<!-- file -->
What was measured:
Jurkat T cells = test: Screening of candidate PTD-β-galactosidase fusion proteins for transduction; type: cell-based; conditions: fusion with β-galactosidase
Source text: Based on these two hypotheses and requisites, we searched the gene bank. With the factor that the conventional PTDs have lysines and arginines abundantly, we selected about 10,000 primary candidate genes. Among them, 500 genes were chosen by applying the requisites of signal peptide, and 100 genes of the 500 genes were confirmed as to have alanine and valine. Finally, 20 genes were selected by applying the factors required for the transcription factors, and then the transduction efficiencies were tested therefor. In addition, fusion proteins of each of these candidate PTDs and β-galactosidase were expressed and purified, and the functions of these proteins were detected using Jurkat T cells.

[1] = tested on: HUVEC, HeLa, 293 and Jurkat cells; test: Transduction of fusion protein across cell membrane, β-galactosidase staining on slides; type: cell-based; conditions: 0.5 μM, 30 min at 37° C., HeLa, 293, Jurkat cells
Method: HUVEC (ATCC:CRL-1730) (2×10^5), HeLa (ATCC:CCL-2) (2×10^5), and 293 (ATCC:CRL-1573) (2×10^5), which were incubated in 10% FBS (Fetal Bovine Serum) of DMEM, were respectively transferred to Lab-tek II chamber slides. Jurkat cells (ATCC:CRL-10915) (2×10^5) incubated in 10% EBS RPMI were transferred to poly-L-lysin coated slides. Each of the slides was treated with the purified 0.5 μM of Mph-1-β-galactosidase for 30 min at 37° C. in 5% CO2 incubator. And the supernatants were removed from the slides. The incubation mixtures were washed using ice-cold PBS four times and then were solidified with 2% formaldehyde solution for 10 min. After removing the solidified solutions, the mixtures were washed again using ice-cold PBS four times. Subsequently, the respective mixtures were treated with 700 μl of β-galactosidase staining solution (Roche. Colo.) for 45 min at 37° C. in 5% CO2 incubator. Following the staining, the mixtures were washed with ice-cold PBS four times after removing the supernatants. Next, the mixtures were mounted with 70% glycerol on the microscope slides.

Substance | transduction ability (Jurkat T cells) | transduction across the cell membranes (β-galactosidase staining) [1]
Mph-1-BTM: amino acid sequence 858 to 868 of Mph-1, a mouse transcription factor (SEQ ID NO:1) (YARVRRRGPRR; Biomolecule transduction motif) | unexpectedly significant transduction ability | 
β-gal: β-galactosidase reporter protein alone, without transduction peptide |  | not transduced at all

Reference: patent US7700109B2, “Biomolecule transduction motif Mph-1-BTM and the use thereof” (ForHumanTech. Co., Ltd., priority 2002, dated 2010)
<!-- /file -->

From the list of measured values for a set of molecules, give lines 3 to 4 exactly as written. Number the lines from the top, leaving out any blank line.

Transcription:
Source text: Based on these two hypotheses and requisites, we searched the gene bank. With the factor that the conventional PTDs have lysines and arginines abundantly, we selected about 10,000 primary candidate genes. Among them, 500 genes were chosen by applying the requisites of signal peptide, and 100 genes of the 500 genes were confirmed as to have alanine and valine. Finally, 20 genes were selected by applying the factors required for the transcription factors, and then the transduction efficiencies were tested therefor. In addition, fusion proteins of each of these candidate PTDs and β-galactosidase were expressed and purified, and the functions of these proteins were detected using Jurkat T cells.

[1] = tested on: HUVEC, HeLa, 293 and Jurkat cells; test: Transduction of fusion protein across cell membrane, β-galactosidase staining on slides; type: cell-based; conditions: 0.5 μM, 30 min at 37° C., HeLa, 293, Jurkat cells